Most of the times in What the Hell Happened To, we find guys that overcame great odds to stick around and make the team. But there are always exceptions to the rule. This week we remember back on one of the higher-picked WTHHT guys. He may have been ordinary in name but he was absolutely extraordinary in game while at the University of Missouri. You gotta remember Doug Smith.
I vividly recall watching the 1991 draft that year and Doug getting selected one spot after Steve Smith, #6 overall out of MU. The Mavs were just two-years removed from drafting another underachieving power forward, the alleged second-coming of Karl Malone, that being the very forgettable Randy White, with the 8th overall selection back in '89. Perhaps Mavs' brass thought that Doug wouldn't be any worse than White. (TB Tangent Time: Who could blame them, Randy White was absolutely disastrous during his NBA-run. He couldn't shoot, couldn't rebound, had absolutely no post-game, couldn't catch the ball and couldn't stay out of foul trouble. If you never saw Randy White play, you missed an absolute abomination. It was a disgrace to Karl Malone that they even went to the same college let alone the fact that White had the nicknames "Mailman 2" or "Mailkid" while he was in college. He was out of the league faster than you could say "mailman don't deliver on sundays" and wound up heading to Europe. Enough of my Randy White tangent).
|A Sean Rooks sighting!|
He'd last the entire season in Boston, appearing in just 17 games. Celticslife's own JR was at one of those games:
I remember hearing about how Doug Smith was rumored to have all this talent, but didn't care that much, but the game I went to he was waving his towel from the bench like a mad man rooting on his Celtics teammates. I wanted him to get in the game, because I felt if he could play half as hard as he was waiving his towel he'd have to be able to help this awful Celtics team right? I also wonder to this day if Smith and M.L. Carr were in a towel waiving contest, who would win. Hopefully soon enough Celtics Life will have the funds to sponsor such an event.
|Doug with Eddie Lacerte, minus the gray hair|
"I actually got injured on a freak accident, just bending over to set the ball on the court, and it popped," Smith said. "It’s one of those things."
Doug attempted one last comeback attempt in 2004 with the Great Lakes Storm of the CBA, but the effort failed before ever really starting. Smith was just in way too much pain.
If you never got to see Doug play at Missouri, you missed out. He was the only player in MU history to score over 2000 points and grab 1000 rebounds (sorry Steve Stipanovich). He was a two-time player of the year in the very strong Big Eight Conference. Of the top 10 picks of that 91 draft, Doug actually wound up playing the second-least amount of games.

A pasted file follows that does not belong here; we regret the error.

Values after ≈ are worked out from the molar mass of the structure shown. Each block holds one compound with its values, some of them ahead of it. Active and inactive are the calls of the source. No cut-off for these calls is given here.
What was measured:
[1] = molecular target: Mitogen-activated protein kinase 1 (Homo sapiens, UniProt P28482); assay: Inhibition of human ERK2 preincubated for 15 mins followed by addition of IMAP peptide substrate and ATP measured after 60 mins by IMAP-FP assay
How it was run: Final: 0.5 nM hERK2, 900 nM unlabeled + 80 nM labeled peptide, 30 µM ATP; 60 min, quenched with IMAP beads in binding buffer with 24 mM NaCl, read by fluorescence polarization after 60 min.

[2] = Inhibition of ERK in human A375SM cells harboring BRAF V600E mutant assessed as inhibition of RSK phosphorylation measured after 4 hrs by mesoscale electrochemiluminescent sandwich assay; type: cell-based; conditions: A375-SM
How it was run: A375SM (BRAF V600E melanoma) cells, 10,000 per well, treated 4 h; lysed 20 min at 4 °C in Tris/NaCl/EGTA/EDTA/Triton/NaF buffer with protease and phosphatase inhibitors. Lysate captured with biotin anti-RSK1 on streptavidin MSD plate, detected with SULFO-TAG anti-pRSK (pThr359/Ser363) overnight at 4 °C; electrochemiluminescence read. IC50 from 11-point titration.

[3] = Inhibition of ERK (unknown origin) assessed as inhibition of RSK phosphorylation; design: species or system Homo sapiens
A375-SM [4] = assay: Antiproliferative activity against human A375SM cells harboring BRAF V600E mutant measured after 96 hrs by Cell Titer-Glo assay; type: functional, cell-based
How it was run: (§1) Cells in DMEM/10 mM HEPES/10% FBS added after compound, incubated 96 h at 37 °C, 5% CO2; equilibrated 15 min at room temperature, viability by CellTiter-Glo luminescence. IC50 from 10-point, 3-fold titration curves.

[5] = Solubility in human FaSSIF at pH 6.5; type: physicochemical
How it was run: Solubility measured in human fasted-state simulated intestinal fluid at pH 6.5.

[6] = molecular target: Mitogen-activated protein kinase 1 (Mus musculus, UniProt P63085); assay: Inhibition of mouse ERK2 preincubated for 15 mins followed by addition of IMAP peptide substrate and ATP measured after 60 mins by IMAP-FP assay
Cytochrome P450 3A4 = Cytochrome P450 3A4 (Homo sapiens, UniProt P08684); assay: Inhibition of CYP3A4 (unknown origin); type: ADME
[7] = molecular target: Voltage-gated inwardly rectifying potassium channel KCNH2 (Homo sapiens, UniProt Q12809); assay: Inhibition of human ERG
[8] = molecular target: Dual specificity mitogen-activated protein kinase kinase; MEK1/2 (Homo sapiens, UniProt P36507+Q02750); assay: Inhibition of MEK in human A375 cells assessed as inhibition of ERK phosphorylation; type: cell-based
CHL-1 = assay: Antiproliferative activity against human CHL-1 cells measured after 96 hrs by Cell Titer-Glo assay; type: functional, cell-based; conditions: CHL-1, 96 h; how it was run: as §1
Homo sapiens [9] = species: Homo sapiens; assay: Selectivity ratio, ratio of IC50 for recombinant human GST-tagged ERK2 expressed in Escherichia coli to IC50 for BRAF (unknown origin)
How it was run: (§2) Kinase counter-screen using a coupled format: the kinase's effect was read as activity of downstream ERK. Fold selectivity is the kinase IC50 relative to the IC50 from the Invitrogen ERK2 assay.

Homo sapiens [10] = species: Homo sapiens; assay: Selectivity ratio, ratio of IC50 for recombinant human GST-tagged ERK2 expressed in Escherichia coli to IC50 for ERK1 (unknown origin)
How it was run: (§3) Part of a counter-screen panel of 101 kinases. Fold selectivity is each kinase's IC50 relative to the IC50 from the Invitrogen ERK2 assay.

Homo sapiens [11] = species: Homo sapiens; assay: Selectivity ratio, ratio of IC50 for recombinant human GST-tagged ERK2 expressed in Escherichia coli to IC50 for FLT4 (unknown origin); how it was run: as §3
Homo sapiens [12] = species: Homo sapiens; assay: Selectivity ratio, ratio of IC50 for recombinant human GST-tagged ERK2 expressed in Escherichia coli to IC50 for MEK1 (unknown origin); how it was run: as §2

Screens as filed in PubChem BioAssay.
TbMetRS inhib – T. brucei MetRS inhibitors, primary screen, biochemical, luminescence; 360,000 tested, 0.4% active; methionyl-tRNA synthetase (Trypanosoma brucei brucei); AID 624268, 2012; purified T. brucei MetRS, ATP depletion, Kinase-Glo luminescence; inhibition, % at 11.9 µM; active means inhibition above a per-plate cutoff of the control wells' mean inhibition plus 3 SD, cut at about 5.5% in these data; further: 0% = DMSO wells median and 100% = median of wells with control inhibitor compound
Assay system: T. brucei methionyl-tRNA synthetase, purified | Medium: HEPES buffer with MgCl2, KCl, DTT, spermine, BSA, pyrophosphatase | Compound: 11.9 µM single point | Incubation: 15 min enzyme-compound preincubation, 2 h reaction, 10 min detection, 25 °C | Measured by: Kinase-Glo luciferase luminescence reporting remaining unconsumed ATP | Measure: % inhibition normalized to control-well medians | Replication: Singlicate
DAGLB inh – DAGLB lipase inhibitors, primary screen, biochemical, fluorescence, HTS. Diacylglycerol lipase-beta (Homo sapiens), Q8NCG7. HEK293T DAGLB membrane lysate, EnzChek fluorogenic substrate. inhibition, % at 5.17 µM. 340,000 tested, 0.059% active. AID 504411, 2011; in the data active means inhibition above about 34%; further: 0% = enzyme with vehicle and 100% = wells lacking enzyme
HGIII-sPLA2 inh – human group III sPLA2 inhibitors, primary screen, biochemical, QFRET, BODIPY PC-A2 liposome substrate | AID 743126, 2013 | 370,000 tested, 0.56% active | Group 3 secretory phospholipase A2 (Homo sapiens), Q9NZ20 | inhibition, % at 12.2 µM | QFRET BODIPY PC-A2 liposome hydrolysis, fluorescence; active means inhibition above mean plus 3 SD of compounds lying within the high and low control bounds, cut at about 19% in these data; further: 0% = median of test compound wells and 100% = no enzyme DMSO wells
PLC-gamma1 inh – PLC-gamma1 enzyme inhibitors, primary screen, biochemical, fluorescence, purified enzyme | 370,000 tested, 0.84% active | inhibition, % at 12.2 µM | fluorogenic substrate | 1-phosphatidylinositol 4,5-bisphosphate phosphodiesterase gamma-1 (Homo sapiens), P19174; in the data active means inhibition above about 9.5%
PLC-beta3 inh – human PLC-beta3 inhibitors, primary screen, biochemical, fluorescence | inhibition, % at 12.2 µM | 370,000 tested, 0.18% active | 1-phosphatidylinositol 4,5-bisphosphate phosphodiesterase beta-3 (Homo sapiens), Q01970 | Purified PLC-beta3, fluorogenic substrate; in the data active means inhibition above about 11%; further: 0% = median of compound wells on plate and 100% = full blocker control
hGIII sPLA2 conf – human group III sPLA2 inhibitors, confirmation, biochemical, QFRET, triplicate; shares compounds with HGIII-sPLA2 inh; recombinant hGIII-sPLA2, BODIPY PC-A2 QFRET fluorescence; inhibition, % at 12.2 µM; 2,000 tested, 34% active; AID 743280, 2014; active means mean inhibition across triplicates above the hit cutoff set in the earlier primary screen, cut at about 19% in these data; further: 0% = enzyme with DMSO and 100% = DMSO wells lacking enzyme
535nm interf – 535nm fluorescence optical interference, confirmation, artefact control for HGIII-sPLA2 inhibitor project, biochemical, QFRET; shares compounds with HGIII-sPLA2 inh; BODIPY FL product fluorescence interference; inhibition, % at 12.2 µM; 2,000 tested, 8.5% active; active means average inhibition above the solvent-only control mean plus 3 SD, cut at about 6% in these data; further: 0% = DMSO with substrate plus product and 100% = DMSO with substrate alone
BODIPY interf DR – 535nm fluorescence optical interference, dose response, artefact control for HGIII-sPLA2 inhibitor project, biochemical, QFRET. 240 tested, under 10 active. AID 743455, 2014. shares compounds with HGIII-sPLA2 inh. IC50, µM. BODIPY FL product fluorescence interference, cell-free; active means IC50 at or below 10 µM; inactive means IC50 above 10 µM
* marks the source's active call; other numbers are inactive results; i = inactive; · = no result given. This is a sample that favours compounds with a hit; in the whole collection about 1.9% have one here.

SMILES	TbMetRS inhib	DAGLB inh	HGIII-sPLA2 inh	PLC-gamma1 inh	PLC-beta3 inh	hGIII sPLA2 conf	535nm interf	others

Count me as one who really think Doug Smith would've flourished more so in today's NBA game. When he was at Missouri his main advantage as a power forward was his really quick speed compared to other players at his position. He was basically a lithe guy who outran a lot of his opponents. But when Doug was on the Mavs the organization felt they needed to put weight on him. Take it from me, this was popular belief around NBA camps in the 90s. Guys were always getting labeled as tweeners, too small for the 4 or too slow for the 3 or too small for the 2 and not a good enough handle for the point. The thought that two shooting guards like Ray Allen and Dwyane Wade and two small forwards like LeBron James and Shane Battier would all be on the floor at the same time for extended minutes was utterly preposterous back then.
So the Mavs front office tried to make Smith gain weight. The goal of trying to put weight on him seemed to just fatten him up. Since his standout attributes were his speed and athleticism, those really got lost during his time in Dallas. It didn't help the Mavs were really a franchise in transition, still holding out hope to the very strong Blackman-Harper teams of the late 80s (who along with James Donaldson were teammates of Smith's) but still several years before Finley, Nash and Dirk would arrive.
And in my mind, that's all the more reason Smith would flourish today. He wouldn't be forced to gain weight to play the 4. Hell he'd probably get some spot minutes at the 5, seeing as he was 6'10. In 2013, size doesn't mean much and it's come as you are. As for the Celtics it was definitely ML Carr taking a flyer on a guy that had been once upon a time, a big-time college player. It's unfortunate it didn't work out for Doug in Boston.
As for Doug, he married Mecheko Smith in 2005 and in 2008, finished his bachelor’s degree at Siena Heights University near his home in Detroit. As of 2008, his injuries had prevented him from getting a job and working. (Is Doug collecting disability insurance? It's quite possible and certainly something that happens to many retired football players, maybe even 9 of 10). As far as what else he's up to:
"I’m just a full-time dad," said Smith, who has four children. "I just try to do what I do as a father."
Since 2008 Doug has moved to Arizona and had been on the coaching staff of the Premier Basketball Academy of Arizona (pbofaz.com) but that website is down now and the organization may indeed be defunct. Here was a snapshot of their old website and a picture of their logo:
Doug's wife Mecheko is a certified surgical technologist at Dignity Health, which is in the Phoenix area of Arizona. It's probably good for Doug that Mecheko is in the health industry, seeing as Doug's had 4 surgeries on his back since hurting it severely during his playing career.
For a list of all the "What the Hell Happened To" Series please click here. tb727 8/28/2013 08:00:00 AM Tweet